The general government budget widened by almost 44.2% y/y to RON5.1bn (0.54% of GDP) in November, according to the finance ministry. Thus, the deficit reached almost RON26bn (2.74% of GDP) in January-November, up from 1.20% of GDP in January-October and by 2.6 times higher than the gap in January-November 2017.
The deterioration in November was generated by another robust expenditure growth, in spite of a robust revenue rebound. In fact, budget revenue posted one of the best performances in 2018 in November, mainly supported by nearly RON7.4bn transfers from the EU. We should note though that the EU funds ministry has not reported any significant boost in EU funds absorption rate in November, but it might be reflected by December prints. Obviously, another positive influence came from a more than RON2.1bn rise in social and health insurance collection that was largely fueled by the shift in the labor tax burden from employers to employees as of the beginning of 2018. Meanwhile, VAT collection accelerated its increase in November, so it added more than RON1.1bn to overall revenue growth. That was partially sustained by some consumption and activity rebound reported in November, which we think was temporary. Some negative influence came from non-tax revenue (RON477m) and from personal income tax, which kept on collapsing, down by 19.7% y/y in the period, mostly over a high base. As recalled, the government hiked wages in some public-sector segments in September 2017, boosting personal income tax collection.
Expenditures jumped by almost 43.2% y/y after some milder growth reported in October. The rise was mainly fueled by more than RON7.5bn transfers for projects using EU co-financing. Still, national co-financing remained low and even dropped y/y in November, which indicates that the major projects have not started yet. Similar to the previous periods, personnel and social expenses remained major contributors to expenditure’s growth, adding almost RON2.4bn to the November spending. Those represented more than 48% in total government spending in November. Capital spending was up again, but slower than in October, reaching RON2.7bn in November.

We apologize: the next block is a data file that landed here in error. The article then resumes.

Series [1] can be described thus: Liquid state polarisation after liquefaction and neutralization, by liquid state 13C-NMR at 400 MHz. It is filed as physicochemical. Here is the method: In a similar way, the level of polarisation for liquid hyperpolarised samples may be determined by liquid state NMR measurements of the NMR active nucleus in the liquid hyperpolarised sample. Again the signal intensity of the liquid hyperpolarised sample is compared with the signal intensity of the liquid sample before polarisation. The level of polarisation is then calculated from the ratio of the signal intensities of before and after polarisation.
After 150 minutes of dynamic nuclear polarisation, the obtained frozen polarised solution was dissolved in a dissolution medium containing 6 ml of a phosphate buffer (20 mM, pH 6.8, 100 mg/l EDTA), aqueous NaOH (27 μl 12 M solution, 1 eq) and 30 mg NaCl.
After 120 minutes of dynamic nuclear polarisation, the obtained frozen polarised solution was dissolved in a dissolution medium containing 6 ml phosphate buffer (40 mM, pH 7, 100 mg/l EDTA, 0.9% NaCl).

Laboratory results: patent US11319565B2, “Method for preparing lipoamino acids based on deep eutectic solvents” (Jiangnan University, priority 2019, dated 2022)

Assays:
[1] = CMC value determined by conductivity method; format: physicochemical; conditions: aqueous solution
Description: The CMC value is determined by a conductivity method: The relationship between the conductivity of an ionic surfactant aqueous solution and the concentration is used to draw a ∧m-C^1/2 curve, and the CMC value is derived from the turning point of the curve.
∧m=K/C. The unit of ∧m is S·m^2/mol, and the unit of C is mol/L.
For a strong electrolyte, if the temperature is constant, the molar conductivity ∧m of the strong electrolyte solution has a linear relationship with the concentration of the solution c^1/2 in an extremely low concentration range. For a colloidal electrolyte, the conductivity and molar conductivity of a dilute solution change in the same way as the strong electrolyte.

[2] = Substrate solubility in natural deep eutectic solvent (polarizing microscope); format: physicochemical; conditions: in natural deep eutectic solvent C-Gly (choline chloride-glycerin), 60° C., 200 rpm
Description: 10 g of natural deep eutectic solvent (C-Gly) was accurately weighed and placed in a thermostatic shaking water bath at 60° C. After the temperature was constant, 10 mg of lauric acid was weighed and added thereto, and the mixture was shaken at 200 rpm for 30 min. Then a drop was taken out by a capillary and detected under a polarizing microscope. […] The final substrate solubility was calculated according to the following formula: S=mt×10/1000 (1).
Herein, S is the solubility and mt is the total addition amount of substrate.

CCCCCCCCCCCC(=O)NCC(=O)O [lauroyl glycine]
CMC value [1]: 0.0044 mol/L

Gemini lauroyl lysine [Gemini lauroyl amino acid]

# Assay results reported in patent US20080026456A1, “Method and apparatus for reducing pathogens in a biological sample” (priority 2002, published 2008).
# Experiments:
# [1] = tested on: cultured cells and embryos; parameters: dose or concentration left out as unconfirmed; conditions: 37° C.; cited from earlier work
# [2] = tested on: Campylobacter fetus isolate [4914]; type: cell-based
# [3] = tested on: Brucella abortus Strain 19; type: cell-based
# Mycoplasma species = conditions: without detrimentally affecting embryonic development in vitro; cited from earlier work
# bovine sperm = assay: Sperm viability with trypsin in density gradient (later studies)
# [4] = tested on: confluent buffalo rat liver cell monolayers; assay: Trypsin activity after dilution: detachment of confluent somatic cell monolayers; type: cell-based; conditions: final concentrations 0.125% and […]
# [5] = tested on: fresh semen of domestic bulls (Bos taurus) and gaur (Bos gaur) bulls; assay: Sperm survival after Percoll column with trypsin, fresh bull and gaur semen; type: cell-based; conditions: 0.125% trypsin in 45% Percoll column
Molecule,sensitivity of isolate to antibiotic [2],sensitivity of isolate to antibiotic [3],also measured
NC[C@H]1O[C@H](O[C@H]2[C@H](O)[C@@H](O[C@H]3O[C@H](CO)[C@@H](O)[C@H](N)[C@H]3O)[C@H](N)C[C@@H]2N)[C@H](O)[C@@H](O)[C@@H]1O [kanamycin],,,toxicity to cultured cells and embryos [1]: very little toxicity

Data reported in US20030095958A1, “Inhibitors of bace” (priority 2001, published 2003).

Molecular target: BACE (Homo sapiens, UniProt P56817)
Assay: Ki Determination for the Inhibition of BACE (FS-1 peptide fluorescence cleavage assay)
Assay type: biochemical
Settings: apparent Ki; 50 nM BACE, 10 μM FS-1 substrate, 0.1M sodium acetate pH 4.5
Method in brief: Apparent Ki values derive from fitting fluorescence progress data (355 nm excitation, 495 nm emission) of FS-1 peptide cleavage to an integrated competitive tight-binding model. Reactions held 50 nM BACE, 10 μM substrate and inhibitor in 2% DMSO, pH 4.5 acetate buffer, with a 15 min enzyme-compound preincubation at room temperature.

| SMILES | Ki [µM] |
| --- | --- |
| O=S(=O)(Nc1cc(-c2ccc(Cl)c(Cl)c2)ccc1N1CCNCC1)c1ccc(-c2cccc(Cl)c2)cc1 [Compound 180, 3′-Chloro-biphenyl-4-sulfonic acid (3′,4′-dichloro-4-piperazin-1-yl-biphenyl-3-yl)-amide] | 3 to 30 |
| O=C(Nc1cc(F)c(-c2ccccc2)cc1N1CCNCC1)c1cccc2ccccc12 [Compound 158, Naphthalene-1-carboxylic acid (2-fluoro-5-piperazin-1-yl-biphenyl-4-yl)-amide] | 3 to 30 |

Overall, the budget balance deteriorated significantly again in November, mostly over a very weak performance of revenues, but also because spending growth remained robust. The revenues rebound was mostly backed by a significant transfer from the EU, which only transits the budget accounts. The gap reached almost RON26bn in January-November, whereas the government projects a deficit at most of RON28.1bn (2.97% of GDP) by the end of the year (revised nominal GDP for 2018). It means that the December deficit should be at around RON 2.1bn, an unusual print for the last month of a fiscal year. Thus, we do not see how the fiscal target would be achieved when looking at general government budget performance in past years, as the monthly deficit in December is traditionally higher than the entire gap in January-November. In addition, spending on interest, subventions and goods and services keeps rising worryingly, adding more upwards pressure on expenditures. At the same time, revenue fails to keep up with spending, mostly over a poor performance of tax collection. The government will probably freeze all spending in December or push forward some expenses for 2019, when some new taxes were already announced, in our view.